Starting to go through the levels now, cheers guys
I guess what I was getting at is that if GCSEs are as I think, they tend to teach very formal written language, not very handy for chatting to a friend. SSiW teaches informal, chatty Welsh, ideal for friends. If the Intermediate Course presumes GCSE, they may be, shall we say, a tad surprised by the SSiW influence and either delighted (one would hope) or horrified (if teacher is pedantic!). Lwc dda!! Do keep us posted!!!
It’s the intermediate Welsh for adults course, rather than GCSE by the sounds of it. In my experience, it’s not the course which is the problem, but whether you have a good teacher or not! The courses, in my experience, certainly concentrate on spoken, local Welsh, and if you have a good teacher doing the same, they can be very helpful. I was lucky enough to have good teachers, concentrating on teaching the really local ways of saying things (whilst also covering the more standard forms, and mentioning the literary forms, but concentrating on local spoken) ,sometimes different ways to that of SSiW - which is not to fault SSiW! By necessity, SSiW can’t cover every single dialect and way of saying things, whereas a good “normal course” teacher can cover such things for that area and answer questions about them. And you are, of course, guaranteed a good teacher on SSiW! However, other people haven’t had good teachers, and that can make a big difference! @Hydwyren I hope you have a good teacher and enjoy the experience!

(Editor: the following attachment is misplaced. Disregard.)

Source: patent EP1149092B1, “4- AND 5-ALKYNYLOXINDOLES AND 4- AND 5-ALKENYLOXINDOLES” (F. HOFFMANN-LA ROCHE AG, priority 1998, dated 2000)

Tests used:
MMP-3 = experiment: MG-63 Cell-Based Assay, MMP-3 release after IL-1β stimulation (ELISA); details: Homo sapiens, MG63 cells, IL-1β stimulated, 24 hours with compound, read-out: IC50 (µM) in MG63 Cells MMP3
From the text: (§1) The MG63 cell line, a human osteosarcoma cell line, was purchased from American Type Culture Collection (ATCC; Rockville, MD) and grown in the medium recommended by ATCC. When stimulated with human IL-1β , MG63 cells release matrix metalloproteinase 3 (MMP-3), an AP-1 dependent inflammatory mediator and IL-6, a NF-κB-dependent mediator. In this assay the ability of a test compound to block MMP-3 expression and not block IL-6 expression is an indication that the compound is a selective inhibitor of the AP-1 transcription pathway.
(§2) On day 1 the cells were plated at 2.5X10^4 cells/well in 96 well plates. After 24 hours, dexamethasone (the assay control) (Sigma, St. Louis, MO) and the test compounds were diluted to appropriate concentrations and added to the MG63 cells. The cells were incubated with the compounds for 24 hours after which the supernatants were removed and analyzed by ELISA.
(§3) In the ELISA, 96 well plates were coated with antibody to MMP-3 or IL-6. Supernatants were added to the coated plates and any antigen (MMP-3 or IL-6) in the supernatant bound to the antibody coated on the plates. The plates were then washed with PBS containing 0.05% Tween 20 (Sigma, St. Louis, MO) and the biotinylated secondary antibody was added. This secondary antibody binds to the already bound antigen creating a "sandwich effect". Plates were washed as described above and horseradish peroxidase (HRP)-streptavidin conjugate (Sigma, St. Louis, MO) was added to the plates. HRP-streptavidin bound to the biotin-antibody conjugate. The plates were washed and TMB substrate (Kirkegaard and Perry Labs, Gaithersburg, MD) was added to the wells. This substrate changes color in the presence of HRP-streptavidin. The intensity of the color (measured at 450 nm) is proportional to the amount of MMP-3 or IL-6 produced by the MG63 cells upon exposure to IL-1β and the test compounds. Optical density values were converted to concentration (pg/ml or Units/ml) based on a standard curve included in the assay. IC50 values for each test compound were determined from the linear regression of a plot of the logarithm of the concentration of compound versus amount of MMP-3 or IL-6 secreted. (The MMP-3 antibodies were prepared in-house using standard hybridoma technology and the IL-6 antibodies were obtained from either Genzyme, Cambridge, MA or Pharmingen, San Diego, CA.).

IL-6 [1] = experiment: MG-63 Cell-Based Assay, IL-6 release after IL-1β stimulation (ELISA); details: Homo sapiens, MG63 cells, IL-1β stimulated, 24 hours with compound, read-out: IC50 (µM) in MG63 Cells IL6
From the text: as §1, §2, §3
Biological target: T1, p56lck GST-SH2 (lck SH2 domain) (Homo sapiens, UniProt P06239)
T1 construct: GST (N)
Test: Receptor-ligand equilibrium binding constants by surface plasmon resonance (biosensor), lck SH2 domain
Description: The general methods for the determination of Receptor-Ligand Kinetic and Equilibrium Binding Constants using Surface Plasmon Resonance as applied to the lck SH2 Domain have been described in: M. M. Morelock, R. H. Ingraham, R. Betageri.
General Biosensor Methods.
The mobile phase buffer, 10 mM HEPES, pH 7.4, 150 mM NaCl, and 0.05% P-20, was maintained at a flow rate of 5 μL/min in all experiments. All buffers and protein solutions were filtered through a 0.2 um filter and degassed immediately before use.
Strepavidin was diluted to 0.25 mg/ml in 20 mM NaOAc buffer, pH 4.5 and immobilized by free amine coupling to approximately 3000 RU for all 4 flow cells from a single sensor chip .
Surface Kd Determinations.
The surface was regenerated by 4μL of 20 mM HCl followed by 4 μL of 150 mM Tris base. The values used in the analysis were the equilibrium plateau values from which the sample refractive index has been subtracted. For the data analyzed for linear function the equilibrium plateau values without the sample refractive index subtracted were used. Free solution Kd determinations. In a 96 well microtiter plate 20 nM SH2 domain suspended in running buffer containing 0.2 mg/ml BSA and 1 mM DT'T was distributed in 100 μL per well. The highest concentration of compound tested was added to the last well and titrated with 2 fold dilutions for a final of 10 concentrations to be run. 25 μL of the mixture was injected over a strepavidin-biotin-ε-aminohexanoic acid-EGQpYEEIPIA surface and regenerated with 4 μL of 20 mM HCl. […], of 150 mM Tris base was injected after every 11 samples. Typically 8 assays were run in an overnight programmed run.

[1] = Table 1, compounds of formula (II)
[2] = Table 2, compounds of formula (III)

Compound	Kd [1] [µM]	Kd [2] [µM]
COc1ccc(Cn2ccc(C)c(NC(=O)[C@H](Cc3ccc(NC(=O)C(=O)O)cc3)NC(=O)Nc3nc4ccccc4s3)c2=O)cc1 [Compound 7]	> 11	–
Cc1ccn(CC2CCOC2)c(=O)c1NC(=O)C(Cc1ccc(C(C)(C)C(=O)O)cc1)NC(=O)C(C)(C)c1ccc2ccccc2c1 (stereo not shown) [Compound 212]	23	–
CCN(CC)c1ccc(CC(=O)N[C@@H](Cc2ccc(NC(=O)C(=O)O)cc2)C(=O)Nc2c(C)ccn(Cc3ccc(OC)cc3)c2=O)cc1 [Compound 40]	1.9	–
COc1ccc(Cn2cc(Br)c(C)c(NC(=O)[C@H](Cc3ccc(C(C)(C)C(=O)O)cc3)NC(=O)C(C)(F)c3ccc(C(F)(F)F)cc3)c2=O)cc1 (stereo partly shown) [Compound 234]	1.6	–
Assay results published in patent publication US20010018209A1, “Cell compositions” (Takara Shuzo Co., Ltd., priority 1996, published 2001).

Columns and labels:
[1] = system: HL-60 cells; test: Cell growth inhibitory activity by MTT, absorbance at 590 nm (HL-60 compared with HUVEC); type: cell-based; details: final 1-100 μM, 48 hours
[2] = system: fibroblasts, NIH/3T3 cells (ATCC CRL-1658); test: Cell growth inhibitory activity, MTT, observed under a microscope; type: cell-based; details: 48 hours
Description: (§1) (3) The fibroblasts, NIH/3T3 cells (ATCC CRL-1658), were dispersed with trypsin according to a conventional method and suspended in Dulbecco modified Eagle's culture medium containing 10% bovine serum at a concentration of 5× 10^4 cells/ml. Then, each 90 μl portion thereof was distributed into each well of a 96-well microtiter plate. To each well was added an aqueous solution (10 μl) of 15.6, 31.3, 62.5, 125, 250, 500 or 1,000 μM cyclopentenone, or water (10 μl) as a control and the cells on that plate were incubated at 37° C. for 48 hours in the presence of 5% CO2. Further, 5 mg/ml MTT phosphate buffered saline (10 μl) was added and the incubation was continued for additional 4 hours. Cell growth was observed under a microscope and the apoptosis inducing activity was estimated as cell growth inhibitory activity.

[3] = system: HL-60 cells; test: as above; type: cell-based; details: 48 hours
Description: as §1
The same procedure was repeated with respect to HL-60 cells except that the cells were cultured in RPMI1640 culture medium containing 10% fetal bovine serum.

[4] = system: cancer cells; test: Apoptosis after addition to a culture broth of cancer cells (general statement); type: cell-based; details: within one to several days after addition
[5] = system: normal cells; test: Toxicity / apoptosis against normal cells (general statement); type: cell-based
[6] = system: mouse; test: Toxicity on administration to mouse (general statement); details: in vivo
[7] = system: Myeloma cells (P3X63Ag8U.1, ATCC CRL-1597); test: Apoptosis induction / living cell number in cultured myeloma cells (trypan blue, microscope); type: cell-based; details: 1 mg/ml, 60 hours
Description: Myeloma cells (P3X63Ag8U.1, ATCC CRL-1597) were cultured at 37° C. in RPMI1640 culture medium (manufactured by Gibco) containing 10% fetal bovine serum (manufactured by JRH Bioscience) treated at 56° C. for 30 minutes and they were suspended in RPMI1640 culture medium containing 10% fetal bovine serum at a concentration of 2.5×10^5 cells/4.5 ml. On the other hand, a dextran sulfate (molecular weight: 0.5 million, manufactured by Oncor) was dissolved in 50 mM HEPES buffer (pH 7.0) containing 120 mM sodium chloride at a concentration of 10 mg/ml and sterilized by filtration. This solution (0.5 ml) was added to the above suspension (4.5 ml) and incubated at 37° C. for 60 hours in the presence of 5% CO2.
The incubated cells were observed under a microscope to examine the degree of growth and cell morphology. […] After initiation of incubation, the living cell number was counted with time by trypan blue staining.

You’re actually doing exactly what I did when I arrived in Cardiff, except that I had only done about 30 lessons from the BBC Catchphrase series online and never spoken a word of Welsh in my life!
I did that online assessment and with it being multiple choice I managed to guess my way to intermediate and got accepted into a class called ‘Pellach’ which was sort of advanced Canolradd.
I went into total shock in the class as they expected me to be able to speak a bit of Welsh (surprise, surprise) but I somehow bluffed my way through until SSiW got going and rescued me.